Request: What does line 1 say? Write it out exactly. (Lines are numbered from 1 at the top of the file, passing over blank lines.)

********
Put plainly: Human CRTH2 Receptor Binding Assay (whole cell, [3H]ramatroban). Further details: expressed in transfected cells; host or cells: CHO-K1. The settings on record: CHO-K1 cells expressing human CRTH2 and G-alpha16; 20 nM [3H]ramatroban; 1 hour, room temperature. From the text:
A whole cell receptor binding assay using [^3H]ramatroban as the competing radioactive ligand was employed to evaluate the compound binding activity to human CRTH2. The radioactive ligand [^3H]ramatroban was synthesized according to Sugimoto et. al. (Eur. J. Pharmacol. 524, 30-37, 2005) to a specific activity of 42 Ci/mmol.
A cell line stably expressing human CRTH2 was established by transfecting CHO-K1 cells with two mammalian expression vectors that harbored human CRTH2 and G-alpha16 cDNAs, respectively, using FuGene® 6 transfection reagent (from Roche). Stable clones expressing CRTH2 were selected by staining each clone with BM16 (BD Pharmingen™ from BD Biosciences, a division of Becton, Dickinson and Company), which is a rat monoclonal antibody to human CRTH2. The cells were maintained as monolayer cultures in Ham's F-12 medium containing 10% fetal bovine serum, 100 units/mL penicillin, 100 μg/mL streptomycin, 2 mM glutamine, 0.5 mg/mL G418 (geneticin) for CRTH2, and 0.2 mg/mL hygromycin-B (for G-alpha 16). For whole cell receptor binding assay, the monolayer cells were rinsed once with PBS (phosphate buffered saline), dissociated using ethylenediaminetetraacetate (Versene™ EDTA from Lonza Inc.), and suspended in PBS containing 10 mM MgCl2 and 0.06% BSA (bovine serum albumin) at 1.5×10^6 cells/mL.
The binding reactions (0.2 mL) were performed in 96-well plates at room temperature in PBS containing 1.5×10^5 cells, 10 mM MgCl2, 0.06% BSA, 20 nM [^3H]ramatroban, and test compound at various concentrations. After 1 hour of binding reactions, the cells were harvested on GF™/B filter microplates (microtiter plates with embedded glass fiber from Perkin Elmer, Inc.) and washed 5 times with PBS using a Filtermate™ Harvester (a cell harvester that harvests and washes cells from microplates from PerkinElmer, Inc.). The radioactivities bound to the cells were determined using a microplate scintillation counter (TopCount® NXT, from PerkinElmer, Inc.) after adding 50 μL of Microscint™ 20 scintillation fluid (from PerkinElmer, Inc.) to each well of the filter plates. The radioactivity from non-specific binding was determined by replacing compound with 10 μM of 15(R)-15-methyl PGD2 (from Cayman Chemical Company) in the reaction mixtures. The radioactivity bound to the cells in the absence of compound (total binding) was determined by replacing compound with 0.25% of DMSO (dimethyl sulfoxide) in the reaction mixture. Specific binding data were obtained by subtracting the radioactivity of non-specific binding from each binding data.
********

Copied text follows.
Put plainly: Human CRTH2 Receptor Binding Assay (whole cell, [3H]ramatroban). Further details: expressed in transfected cells; host or cells: CHO-K1. The settings on record: CHO-K1 cells expressing human CRTH2 and G-alpha16; 20 nM [3H]ramatroban; 1 hour, room temperature. From the text: